The verse sparkles and the visuals shine in this volume that examines Genesis.

The Seven Days of Creation


A book offers a multimedia celebration of Jewish Scripture.

In the Jewish tradition, words have power—real power. According to the first verses of the Hebrew Bible (or Torah), God created the cosmos with speech. For Jews, then, the story of the world’s making shows that the phonemes that spill from their mouths possess an unimaginable potency. Jinnett (The Olive Tree in the Shadow of the Second Temple, 2015, etc.) reminds readers of this fact in the opening piece of his new collection inspired by the Torah: “In the watery depths / twenty-two fiery letters / swirled; / the aleph-beit of Hebrew, / building blocks of the world.” If God made the universe out of words, then the world is divine poetry. What more appropriate reply than to write poetry in return? The author focuses on the first few chapters of Genesis, in which God builds the world in seven days. Thus, a poem from the section entitled “Fifth Day: Fish and Fowl” gives readers a glimpse of the wonders of the deep: “And—oh—what a sight / was our undersea feast, / with conch shells of food, / near thousands at least.” Yet the book is no slavish retelling; the themes of Creation send Jinnett on flights of fancy that set him down in other parts of the biblical narrative. Hence, the aforementioned “undersea feast” reminds him of the Great Flood of Genesis and the birds Noah releases from the ark. Thus readers have “Raven’s Song,” which opens lyrically: “I remember how it was before the rains, / when waves kissed sand as waters lapped the shore, / gentle sounds like lovers make when they embrace.” Like the scriptural model on which it is built, this volume is fresh, dynamic, and readable. Its only real flaw remains its cumbersome configuration. The first half of the book features Jinnett’s poetry. But the second half awkwardly reproduces those works in their entirety—this time with extensive footnotes that flesh out references to Scripture and commentary. The information is valuable, but the exposition is bulky and didactic. Further, buried among these piles of explanatory text are gorgeous original artworks by Bowden, all of which deserve better placement. A more streamlined structure would make this good book great.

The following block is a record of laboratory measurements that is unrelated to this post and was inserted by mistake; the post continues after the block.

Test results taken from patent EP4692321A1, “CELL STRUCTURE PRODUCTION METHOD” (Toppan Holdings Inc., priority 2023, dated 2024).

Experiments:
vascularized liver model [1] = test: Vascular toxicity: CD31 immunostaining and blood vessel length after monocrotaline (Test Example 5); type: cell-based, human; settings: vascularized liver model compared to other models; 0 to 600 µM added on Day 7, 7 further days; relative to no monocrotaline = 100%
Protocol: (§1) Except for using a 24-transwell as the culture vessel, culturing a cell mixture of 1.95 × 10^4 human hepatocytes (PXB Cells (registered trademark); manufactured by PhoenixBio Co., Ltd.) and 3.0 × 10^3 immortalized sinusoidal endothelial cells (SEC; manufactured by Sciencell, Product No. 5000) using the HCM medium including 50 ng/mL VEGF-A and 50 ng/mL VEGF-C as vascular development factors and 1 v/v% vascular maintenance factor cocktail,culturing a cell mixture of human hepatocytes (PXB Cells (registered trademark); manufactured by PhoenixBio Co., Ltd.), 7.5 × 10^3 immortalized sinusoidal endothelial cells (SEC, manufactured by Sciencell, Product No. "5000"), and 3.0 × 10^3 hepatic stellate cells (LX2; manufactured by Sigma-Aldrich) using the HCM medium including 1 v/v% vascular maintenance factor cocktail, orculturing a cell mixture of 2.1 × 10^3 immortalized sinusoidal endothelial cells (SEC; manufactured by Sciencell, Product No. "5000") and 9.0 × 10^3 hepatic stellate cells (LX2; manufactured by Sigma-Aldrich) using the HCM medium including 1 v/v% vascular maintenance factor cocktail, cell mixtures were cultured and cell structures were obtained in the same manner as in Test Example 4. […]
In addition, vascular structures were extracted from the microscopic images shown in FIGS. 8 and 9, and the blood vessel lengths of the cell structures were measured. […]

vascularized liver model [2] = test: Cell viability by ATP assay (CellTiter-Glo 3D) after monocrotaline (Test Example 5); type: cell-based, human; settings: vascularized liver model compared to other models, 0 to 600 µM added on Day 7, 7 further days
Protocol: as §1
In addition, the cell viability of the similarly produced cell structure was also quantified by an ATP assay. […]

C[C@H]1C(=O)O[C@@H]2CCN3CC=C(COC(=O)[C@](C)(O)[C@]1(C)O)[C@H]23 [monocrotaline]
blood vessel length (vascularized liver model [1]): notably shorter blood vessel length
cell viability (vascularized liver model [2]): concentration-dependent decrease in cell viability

The verse sparkles and the visuals shine in this volume that examines Genesis.

Pub Date: Dec. 13, 2015

ISBN: 978-1-5301-2671-2

Page Count: 106

Publisher: CreateSpace

Review Posted Online: Sept. 14, 2016

Kirkus Reviews Issue: Oct. 15, 2016

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If the authors are serious, this is a silly, distasteful book. If they are not, it’s a brilliant satire.


The authors have created a sort of anti-Book of Virtues in this encyclopedic compendium of the ways and means of power.